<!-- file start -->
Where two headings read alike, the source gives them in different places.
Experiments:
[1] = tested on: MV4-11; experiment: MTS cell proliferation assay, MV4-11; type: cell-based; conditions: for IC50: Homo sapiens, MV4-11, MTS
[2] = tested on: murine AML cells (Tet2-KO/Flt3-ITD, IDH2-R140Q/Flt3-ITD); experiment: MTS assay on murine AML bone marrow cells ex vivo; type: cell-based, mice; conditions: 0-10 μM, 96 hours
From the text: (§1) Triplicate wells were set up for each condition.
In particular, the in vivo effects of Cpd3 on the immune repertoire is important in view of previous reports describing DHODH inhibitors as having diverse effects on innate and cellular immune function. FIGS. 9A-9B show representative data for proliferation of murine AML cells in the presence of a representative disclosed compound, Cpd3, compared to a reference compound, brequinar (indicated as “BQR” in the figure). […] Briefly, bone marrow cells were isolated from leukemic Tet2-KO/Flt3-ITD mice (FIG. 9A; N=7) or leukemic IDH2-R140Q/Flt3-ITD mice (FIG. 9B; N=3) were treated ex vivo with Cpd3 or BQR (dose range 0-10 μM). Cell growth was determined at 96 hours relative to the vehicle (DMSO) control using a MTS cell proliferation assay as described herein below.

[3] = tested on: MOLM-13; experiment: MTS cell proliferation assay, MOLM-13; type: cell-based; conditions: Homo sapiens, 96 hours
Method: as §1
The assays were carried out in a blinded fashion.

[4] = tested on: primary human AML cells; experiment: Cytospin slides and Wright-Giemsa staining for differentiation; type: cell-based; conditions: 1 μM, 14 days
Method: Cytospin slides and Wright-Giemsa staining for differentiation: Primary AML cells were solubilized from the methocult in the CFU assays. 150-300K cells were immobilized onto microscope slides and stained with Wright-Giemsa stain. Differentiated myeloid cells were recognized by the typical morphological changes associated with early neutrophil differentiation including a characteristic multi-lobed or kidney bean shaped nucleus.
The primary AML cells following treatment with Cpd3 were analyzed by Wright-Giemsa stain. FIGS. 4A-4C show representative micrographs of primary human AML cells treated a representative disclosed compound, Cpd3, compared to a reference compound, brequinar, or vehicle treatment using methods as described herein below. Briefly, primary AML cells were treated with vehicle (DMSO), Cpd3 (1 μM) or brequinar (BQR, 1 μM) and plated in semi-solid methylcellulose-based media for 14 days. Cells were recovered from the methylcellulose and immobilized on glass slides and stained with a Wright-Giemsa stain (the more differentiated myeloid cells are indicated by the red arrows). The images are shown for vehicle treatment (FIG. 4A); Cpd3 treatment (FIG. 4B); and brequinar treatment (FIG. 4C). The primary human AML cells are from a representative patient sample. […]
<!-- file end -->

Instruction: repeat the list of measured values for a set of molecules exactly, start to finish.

Where two headings read alike, the source gives them in different places.
Experiments:
[1] = tested on: MV4-11; experiment: MTS cell proliferation assay, MV4-11; type: cell-based; conditions: for IC50: Homo sapiens, MV4-11, MTS
[2] = tested on: murine AML cells (Tet2-KO/Flt3-ITD, IDH2-R140Q/Flt3-ITD); experiment: MTS assay on murine AML bone marrow cells ex vivo; type: cell-based, mice; conditions: 0-10 μM, 96 hours
From the text: (§1) Triplicate wells were set up for each condition.
In particular, the in vivo effects of Cpd3 on the immune repertoire is important in view of previous reports describing DHODH inhibitors as having diverse effects on innate and cellular immune function. FIGS. 9A-9B show representative data for proliferation of murine AML cells in the presence of a representative disclosed compound, Cpd3, compared to a reference compound, brequinar (indicated as “BQR” in the figure). […] Briefly, bone marrow cells were isolated from leukemic Tet2-KO/Flt3-ITD mice (FIG. 9A; N=7) or leukemic IDH2-R140Q/Flt3-ITD mice (FIG. 9B; N=3) were treated ex vivo with Cpd3 or BQR (dose range 0-10 μM). Cell growth was determined at 96 hours relative to the vehicle (DMSO) control using a MTS cell proliferation assay as described herein below.

[3] = tested on: MOLM-13; experiment: MTS cell proliferation assay, MOLM-13; type: cell-based; conditions: Homo sapiens, 96 hours
Method: as §1
The assays were carried out in a blinded fashion.

[4] = tested on: primary human AML cells; experiment: Cytospin slides and Wright-Giemsa staining for differentiation; type: cell-based; conditions: 1 μM, 14 days
Method: Cytospin slides and Wright-Giemsa staining for differentiation: Primary AML cells were solubilized from the methocult in the CFU assays. 150-300K cells were immobilized onto microscope slides and stained with Wright-Giemsa stain. Differentiated myeloid cells were recognized by the typical morphological changes associated with early neutrophil differentiation including a characteristic multi-lobed or kidney bean shaped nucleus.
The primary AML cells following treatment with Cpd3 were analyzed by Wright-Giemsa stain. FIGS. 4A-4C show representative micrographs of primary human AML cells treated a representative disclosed compound, Cpd3, compared to a reference compound, brequinar, or vehicle treatment using methods as described herein below. Briefly, primary AML cells were treated with vehicle (DMSO), Cpd3 (1 μM) or brequinar (BQR, 1 μM) and plated in semi-solid methylcellulose-based media for 14 days. Cells were recovered from the methylcellulose and immobilized on glass slides and stained with a Wright-Giemsa stain (the more differentiated myeloid cells are indicated by the red arrows). The images are shown for vehicle treatment (FIG. 4A); Cpd3 treatment (FIG. 4B); and brequinar treatment (FIG. 4C). The primary human AML cells are from a representative patient sample. […]